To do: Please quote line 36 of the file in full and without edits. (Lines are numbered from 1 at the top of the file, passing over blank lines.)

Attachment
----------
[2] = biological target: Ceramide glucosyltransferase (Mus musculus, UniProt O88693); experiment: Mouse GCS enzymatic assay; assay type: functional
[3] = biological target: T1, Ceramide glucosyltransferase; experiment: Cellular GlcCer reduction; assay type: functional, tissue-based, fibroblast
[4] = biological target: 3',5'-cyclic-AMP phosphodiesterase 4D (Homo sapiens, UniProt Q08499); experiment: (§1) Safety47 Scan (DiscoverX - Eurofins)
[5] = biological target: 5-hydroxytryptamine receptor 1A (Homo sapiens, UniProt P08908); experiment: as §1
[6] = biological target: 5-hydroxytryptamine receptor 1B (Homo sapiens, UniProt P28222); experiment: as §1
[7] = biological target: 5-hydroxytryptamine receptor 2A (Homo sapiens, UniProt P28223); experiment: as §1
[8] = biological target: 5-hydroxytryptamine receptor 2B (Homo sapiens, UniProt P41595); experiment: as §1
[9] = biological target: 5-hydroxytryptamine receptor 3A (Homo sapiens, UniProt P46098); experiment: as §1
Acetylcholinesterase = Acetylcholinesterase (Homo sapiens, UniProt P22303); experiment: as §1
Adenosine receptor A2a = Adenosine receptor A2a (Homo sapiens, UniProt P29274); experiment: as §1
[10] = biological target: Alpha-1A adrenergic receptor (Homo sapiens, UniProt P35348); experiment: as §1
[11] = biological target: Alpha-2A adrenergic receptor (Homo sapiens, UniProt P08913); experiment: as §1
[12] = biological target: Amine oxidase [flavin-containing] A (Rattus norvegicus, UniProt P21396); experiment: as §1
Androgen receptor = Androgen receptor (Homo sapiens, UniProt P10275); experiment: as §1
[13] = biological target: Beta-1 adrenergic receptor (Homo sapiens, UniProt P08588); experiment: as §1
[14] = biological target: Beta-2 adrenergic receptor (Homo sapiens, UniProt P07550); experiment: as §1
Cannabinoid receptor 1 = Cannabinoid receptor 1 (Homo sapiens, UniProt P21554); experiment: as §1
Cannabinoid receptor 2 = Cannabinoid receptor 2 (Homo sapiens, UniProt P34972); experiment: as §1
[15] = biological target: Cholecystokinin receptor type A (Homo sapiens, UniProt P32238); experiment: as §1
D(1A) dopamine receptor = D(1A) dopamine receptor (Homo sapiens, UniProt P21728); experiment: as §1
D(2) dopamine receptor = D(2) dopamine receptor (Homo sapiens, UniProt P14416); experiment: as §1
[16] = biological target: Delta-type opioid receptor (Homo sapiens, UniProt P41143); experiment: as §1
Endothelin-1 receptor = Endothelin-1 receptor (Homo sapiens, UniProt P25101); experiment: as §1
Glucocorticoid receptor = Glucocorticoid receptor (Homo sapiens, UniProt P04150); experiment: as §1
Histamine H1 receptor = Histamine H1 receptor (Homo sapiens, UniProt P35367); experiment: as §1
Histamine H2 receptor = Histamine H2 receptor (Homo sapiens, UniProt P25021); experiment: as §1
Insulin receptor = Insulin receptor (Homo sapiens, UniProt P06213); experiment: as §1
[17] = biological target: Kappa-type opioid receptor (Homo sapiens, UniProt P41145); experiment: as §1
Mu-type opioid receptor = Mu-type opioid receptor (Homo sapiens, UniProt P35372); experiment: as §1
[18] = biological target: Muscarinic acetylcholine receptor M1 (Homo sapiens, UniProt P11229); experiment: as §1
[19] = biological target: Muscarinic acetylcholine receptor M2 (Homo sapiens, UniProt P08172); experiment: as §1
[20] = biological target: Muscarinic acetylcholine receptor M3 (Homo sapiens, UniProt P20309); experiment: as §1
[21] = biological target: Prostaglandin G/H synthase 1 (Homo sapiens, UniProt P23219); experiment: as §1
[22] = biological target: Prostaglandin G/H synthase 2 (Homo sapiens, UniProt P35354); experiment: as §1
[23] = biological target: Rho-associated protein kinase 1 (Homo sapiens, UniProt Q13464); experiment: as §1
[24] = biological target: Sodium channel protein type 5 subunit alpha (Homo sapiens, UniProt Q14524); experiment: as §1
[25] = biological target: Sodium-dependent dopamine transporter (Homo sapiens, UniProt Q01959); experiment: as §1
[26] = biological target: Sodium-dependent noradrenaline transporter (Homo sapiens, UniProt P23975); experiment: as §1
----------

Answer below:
[24] = biological target: Sodium channel protein type 5 subunit alpha (Homo sapiens, UniProt Q14524); experiment: as §1